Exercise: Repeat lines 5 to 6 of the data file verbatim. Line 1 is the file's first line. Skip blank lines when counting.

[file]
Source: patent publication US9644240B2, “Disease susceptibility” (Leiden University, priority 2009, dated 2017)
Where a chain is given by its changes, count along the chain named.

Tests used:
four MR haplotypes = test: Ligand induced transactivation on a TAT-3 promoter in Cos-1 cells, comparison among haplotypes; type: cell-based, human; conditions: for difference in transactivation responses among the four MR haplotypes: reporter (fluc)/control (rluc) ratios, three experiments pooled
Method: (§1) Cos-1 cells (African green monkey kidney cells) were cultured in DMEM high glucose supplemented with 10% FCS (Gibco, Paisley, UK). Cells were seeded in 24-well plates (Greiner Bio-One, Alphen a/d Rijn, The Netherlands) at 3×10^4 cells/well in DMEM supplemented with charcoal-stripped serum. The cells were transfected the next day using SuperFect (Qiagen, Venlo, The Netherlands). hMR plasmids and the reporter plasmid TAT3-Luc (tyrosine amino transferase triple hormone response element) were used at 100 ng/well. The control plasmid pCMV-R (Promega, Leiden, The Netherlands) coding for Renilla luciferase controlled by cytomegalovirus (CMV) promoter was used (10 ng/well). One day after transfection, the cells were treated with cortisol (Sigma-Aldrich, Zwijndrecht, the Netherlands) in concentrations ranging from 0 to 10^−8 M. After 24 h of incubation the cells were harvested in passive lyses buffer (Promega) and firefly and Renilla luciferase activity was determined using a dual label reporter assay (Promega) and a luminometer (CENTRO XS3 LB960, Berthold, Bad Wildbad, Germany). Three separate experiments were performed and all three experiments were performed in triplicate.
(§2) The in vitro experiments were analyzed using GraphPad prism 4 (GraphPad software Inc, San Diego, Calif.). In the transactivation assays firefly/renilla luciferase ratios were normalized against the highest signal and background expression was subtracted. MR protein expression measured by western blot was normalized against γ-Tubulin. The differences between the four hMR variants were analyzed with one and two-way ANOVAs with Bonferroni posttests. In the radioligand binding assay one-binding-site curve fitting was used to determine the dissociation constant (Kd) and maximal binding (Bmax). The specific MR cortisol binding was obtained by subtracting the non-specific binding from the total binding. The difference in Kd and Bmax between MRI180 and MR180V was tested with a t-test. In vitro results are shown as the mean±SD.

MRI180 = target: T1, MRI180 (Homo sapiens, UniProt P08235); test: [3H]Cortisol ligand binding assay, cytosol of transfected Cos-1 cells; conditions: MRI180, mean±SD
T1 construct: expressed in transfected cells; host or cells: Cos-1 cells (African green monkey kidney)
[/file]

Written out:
Method: (§1) Cos-1 cells (African green monkey kidney cells) were cultured in DMEM high glucose supplemented with 10% FCS (Gibco, Paisley, UK). Cells were seeded in 24-well plates (Greiner Bio-One, Alphen a/d Rijn, The Netherlands) at 3×10^4 cells/well in DMEM supplemented with charcoal-stripped serum. The cells were transfected the next day using SuperFect (Qiagen, Venlo, The Netherlands). hMR plasmids and the reporter plasmid TAT3-Luc (tyrosine amino transferase triple hormone response element) were used at 100 ng/well. The control plasmid pCMV-R (Promega, Leiden, The Netherlands) coding for Renilla luciferase controlled by cytomegalovirus (CMV) promoter was used (10 ng/well). One day after transfection, the cells were treated with cortisol (Sigma-Aldrich, Zwijndrecht, the Netherlands) in concentrations ranging from 0 to 10^−8 M. After 24 h of incubation the cells were harvested in passive lyses buffer (Promega) and firefly and Renilla luciferase activity was determined using a dual label reporter assay (Promega) and a luminometer (CENTRO XS3 LB960, Berthold, Bad Wildbad, Germany). Three separate experiments were performed and all three experiments were performed in triplicate.
(§2) The in vitro experiments were analyzed using GraphPad prism 4 (GraphPad software Inc, San Diego, Calif.). In the transactivation assays firefly/renilla luciferase ratios were normalized against the highest signal and background expression was subtracted. MR protein expression measured by western blot was normalized against γ-Tubulin. The differences between the four hMR variants were analyzed with one and two-way ANOVAs with Bonferroni posttests. In the radioligand binding assay one-binding-site curve fitting was used to determine the dissociation constant (Kd) and maximal binding (Bmax). The specific MR cortisol binding was obtained by subtracting the non-specific binding from the total binding. The difference in Kd and Bmax between MRI180 and MR180V was tested with a t-test. In vitro results are shown as the mean±SD.